Josephine Decker has a small but admirable filmography distinguished by surreal imagery, brutally confrontational emotional intensity, and collaborators whose talents she displays front-and-center. Recent works like Madeline’s Madeline and Shirley told meaningful stories of fictional females navigating their lives with poignant uncertainties, progressing through hyper-stylized worlds that highlighted the beauty and fear of existence. Decker's new film The Sky Is Everywhere technically contains all these elements, so viewers who only need the bare minimum of the above requirements should be satisfied. Unfortunately, the movie does not utilize her talents well enough to overcome a lack of any other justification for its creation, at least beyond the average sad adolescent movie.
The Sky is Everywhere, centered on the grief-stricken family of a young woman gone too soon, focuses less on the tragedy itself than on how people deal with life after someone’s death. The story itself is sweet and moving, as the surviving sister (Grace Kaufman) tries to discover happiness without her closest companion’s physical presence, the weight of her absence at times nearly crushing the poor girl. Jandy Nelson writes the script from her own YA novel, which ultimately illuminates the glaring problem at the film’s core. In trying to keep as many plot points from the novel as possible, Nelson overloads her screenplay with contrasting elements in quick succession, forcing Decker to attempt to capture alternating moods rapidly before moving inordinately to the next moment.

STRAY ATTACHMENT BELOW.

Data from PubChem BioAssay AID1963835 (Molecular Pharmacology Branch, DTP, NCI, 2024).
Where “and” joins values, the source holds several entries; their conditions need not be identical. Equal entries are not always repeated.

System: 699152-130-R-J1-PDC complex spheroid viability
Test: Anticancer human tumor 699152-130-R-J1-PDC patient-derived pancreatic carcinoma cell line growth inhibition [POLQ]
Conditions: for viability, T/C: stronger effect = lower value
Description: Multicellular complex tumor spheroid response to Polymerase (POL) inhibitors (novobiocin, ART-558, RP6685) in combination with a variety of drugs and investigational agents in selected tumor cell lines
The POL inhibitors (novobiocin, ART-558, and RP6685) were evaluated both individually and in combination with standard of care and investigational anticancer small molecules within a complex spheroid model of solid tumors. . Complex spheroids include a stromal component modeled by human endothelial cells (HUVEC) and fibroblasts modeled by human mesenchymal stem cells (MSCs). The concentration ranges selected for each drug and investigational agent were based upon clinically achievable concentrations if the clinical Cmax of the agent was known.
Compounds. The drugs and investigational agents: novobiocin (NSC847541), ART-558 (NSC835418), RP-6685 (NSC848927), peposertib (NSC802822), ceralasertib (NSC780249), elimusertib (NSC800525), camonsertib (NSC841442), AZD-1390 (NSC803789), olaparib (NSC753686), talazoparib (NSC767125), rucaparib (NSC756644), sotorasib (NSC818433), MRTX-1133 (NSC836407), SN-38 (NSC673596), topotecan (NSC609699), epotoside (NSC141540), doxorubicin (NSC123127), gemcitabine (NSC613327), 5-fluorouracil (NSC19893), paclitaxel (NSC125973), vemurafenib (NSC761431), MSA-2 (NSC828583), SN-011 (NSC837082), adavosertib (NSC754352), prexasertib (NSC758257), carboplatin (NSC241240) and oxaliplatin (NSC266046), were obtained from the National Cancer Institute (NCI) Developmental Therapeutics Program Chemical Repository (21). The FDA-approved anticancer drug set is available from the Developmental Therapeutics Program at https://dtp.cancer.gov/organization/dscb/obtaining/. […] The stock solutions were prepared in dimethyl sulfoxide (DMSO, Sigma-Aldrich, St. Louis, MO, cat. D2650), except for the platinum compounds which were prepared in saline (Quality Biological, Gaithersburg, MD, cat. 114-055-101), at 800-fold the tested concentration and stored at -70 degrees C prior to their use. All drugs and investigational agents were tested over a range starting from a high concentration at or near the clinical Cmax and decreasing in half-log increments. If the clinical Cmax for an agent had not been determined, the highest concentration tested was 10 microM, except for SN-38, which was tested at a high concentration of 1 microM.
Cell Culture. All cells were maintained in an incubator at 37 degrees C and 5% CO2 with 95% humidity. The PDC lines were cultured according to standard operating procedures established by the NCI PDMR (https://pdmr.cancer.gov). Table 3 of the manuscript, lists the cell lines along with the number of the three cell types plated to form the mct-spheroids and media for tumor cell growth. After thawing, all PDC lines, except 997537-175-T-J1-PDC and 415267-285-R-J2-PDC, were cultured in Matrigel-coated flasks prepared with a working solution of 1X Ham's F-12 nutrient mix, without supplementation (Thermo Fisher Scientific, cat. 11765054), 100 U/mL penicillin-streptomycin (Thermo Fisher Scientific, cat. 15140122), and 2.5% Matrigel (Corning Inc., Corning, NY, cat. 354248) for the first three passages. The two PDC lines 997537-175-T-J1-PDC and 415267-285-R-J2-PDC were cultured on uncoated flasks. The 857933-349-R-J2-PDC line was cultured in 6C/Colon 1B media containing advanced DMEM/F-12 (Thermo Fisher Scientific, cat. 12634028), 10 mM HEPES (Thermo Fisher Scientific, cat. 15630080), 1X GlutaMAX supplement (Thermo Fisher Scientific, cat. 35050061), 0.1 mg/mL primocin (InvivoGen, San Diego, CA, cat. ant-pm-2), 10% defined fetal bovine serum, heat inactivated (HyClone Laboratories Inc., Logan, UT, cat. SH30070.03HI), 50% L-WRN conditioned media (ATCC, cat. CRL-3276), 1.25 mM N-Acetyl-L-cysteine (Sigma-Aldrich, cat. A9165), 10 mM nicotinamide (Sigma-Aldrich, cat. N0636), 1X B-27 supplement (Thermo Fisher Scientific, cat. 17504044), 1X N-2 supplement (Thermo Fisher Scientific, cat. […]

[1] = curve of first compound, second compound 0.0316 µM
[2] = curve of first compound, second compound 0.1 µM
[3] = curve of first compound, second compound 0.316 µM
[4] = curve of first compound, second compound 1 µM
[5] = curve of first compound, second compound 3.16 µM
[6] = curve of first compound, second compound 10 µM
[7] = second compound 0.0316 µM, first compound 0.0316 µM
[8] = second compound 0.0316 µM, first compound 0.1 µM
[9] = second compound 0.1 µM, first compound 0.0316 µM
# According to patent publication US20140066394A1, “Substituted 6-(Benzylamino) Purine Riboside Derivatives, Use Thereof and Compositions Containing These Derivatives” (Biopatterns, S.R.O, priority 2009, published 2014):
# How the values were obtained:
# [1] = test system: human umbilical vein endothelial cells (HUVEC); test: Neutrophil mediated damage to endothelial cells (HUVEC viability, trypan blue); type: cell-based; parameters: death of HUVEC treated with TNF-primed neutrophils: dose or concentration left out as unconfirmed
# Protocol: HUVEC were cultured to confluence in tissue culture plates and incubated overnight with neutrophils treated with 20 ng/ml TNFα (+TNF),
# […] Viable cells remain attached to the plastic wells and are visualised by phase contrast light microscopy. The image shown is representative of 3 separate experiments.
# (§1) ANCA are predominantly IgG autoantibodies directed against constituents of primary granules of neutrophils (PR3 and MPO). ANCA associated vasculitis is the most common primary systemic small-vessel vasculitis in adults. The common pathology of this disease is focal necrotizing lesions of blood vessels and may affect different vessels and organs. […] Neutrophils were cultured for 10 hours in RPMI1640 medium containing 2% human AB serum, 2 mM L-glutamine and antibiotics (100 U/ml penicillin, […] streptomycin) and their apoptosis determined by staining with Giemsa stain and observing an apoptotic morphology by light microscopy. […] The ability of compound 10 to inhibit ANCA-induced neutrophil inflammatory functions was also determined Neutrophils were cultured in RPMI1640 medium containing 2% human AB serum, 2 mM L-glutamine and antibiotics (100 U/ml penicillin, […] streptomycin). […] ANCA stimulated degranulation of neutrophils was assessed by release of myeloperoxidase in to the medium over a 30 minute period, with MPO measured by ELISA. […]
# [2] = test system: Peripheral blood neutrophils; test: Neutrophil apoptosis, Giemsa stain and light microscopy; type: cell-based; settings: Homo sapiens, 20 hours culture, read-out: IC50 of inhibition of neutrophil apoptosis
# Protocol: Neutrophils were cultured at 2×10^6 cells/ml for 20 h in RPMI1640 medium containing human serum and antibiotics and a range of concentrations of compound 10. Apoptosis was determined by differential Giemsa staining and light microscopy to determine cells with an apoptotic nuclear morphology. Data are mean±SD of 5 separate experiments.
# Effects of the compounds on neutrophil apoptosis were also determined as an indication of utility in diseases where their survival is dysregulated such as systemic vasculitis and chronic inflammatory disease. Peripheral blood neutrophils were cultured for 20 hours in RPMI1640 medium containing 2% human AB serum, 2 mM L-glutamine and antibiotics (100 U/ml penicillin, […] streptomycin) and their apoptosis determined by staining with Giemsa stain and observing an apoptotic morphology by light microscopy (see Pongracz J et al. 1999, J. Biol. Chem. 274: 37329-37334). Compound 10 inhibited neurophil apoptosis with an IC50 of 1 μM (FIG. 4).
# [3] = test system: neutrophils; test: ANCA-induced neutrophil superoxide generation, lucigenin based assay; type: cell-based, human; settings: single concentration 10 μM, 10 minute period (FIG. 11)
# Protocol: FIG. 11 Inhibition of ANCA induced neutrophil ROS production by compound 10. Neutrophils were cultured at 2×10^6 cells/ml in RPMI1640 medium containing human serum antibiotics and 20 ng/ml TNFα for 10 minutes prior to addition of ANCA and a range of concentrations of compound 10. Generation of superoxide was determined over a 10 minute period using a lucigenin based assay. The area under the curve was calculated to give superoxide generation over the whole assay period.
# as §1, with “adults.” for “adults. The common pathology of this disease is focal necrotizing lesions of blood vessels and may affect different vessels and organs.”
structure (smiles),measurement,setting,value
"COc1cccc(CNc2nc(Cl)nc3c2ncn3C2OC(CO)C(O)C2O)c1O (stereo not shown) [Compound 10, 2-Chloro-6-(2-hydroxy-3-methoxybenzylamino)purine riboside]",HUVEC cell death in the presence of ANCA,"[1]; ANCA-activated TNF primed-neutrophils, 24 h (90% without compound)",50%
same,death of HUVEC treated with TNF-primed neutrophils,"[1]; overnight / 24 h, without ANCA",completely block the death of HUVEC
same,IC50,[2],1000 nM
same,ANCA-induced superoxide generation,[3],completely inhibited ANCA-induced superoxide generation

Less Floating, More Grounding (Emotionally)
Too obstructed by the resulting tonal imbalance, The Sky Is Everywhere does not connect enough and thus rarely inspires emotional reactions from the audience. Even with all the pieces lined up, the film sadly falls to the same ranks as similarly disconnected features like If I Stay and Dear John. If you are looking for more behind Decker’s trademark visuals than the average film can offer, The Sky Is Everywhere will likely not have the foundation necessary to cut it.